Male dancers signal their strength to men, women

January 28, 2013, Northumbria University

Heterosexual men pick up clues about other men's physical qualities from their dance moves just as heterosexual women do, say researchers at Northumbria University.

A study, led by psychologist Dr Nick Neave and researcher Kristofor McCarty, used 3D motion-capture technology and biomechanical analyses to examine the extent to which male dancing provides clues about the dancer's physical strength and fitness to both male and female observers.

The findings, published in the , suggest that male observers pick up on the strength of their potential rivals for female mates.

Researchers at Northumbria's School of Life Sciences filmed 30 males, aged 19-37, as they danced to a basic drum rhythm. Participants also completed a and assessments of upper and lower body strength. The dance clips were converted into virtual humanoid characters (avatars) and rated by women and men on perceived dance and physical qualities. The ratings were then correlated with various biomechanical indices.

The results showed that both sexes found significant positive associations between an individual's hand grip strength and their perceived dance quality, these qualities were picked up by the size and vigour of the movements of the upper body and arms.

Although it is traditionally thought that signals given off by men when they dance have been designed – like displays – to be interpreted as clues of their to the opposite sex, it seems that are also making use of these signals, presumably to detect a potential love rival.

Dr Nick Neave believes that this increased sensitivity to male qualities by other heterosexual men may be due to intrasexual rivalry – men sizing up the strength and virility of their competition.

He said: "Rated dance quality was positively associated with actual and these clues of upper-body strength were most accurately picked up by male observers. This ability to discern upper-body strength is principally because men are looking for cues of 'formidability' in other males.

"Upper-body strength is highly related to fighting ability as it reflects the ability to do damage, especially in intra-sexual conflicts. The ability to gauge strength before potential conflicts is sensible, especially to other males."

Also part of the research team were Northumbria University academics Dr Nick Caplan and Johannes Hönekopp, with Bernard Fink, from the Institute of Zoology and Anthropology, University of Göttingen, Germany.

Explore further: Ideal body size identified

More information: N. Neave et al, Male body movements as possible cues to physical strength: a biomechanical analysis, American Journal of Human Biology: AJHB-22360.

Related Stories

Ideal body size identified

December 3, 2012
(Medical Xpress)—The ideal male and female bodies according to each of the sexes have been identified by researchers at Newcastle University using a special 3D design programme. The findings, published today in the journal ...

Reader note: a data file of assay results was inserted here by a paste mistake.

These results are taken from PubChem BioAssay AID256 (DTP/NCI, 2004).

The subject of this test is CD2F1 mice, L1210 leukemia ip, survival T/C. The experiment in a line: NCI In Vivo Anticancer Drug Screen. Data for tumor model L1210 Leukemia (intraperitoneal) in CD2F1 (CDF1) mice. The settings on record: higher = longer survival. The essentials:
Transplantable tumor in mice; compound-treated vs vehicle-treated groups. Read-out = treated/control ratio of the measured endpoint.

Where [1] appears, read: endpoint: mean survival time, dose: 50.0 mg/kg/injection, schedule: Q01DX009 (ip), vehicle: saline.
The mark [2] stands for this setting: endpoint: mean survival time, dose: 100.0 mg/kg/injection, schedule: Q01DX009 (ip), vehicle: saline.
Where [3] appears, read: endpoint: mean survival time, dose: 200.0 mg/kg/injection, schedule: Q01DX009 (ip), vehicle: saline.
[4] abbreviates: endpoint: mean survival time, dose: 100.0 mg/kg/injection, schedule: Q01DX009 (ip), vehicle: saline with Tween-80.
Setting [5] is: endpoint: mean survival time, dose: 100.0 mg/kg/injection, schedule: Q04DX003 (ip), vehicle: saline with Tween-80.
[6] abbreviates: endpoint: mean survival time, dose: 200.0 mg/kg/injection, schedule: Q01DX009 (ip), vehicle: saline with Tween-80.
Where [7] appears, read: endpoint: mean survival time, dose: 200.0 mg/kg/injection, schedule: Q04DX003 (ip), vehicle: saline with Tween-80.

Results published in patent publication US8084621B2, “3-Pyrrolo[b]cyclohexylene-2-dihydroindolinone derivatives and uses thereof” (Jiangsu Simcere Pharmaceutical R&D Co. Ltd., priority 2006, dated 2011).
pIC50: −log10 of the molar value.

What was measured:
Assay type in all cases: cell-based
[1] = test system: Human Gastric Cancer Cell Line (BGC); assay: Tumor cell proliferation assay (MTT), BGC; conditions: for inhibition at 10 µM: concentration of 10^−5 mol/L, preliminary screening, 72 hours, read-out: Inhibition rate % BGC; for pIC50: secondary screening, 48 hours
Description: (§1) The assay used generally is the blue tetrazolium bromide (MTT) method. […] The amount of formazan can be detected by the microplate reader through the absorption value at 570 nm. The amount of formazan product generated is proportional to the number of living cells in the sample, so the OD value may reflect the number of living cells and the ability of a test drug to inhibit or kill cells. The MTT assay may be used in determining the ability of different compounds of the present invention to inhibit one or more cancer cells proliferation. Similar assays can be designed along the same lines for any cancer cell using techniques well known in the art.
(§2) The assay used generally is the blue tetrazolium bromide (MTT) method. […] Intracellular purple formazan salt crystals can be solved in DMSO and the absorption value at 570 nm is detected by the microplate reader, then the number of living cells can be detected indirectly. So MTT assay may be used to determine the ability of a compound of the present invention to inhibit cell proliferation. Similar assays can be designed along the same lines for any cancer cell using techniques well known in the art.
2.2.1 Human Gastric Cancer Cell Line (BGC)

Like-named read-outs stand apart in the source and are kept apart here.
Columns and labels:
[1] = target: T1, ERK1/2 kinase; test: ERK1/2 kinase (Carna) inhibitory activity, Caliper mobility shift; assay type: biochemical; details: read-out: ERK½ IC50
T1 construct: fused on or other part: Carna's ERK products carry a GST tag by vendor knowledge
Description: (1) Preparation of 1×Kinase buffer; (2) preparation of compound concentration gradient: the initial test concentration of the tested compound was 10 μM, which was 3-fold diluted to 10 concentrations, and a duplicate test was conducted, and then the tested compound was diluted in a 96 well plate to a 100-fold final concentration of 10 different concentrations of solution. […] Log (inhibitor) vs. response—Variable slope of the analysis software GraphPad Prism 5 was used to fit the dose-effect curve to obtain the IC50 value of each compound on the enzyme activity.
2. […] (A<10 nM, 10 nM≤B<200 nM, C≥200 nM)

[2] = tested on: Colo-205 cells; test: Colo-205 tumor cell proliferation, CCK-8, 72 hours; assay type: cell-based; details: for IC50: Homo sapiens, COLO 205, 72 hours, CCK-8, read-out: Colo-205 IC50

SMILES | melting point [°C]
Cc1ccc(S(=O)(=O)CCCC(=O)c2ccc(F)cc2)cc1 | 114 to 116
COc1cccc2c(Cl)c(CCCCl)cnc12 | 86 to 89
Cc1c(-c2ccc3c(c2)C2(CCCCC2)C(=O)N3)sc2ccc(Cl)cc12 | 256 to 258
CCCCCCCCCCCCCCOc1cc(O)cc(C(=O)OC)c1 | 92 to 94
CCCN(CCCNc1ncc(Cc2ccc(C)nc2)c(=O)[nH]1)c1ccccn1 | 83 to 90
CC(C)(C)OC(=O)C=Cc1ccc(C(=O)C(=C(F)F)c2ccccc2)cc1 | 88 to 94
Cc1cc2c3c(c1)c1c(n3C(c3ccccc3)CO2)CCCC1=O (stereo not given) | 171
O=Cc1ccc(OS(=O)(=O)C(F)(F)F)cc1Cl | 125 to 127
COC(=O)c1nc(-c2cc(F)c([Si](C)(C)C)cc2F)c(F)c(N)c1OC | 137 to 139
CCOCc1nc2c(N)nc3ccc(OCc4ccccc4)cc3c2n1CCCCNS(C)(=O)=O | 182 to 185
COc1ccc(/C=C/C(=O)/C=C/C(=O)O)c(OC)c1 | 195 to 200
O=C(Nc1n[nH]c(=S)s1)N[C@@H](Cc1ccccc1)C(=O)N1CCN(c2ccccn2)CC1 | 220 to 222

A lifetime of physical activity yields measurable benefits as we age

August 25, 2011
The benefits of physical activity accumulate across a lifetime, according to a new study published in the October issue of the American Journal of Preventive Medicine. Researchers in England and Australia examined the associations ...

Older men with higher testosterone levels lose less muscle mass as they age

October 27, 2011
A recent study accepted for publication in The Endocrine Society's Journal of Clinical Endocrinology & Metabolism (JCEM) found that higher levels of testosterone were associated with reduced loss of lean muscle mass in older ...

Recommended for you

Short-course treatment for combat-related PTSD offers expedited path to recovery

January 23, 2018
Symptoms of Post-Traumatic Stress Disorder (PTSD) can be debilitating and standard treatment can take months, often leaving those affected unable to work or care for their families. But, a new study demonstrated that many ...

Priming can negate stressful aspects of negative sporting environments, study finds

January 23, 2018
The scene is ubiquitous in sports: A coach yells at players, creating an environment where winning is the sole focus and mistakes are punished. New research from the University of Kansas shows that when participants find ...

Social and emotional skills linked to better student learning

January 23, 2018
Students with well-developed and adaptive social and emotional behaviours are most likely to excel in school, according to UNSW researchers in educational psychology.

Study of learning and memory problems in OCD helps young people unlock potential at school

January 22, 2018
Adolescents with obsessive-compulsive disorder (OCD) have widespread learning and memory problems, according to research published today. The findings have already been used to assist adolescents with OCD obtain the help ...

People with prosthetic arms less affected by common illusion

January 22, 2018
People with prosthetic arms or hands do not experience the "size-weight illusion" as strongly as other people, new research shows.

Intensive behavior therapy no better than conventional support in treating teenagers with antisocial behavior

January 19, 2018
Research led by UCL has found that intensive and costly multisystemic therapy is no better than conventional therapy in treating teenagers with moderate to severe antisocial behaviour.

0 comments

Please sign in to add a comment. Registration is free, and takes less than a minute. Read more

Click here to reset your password.
Sign in to get notified via email when new comments are made.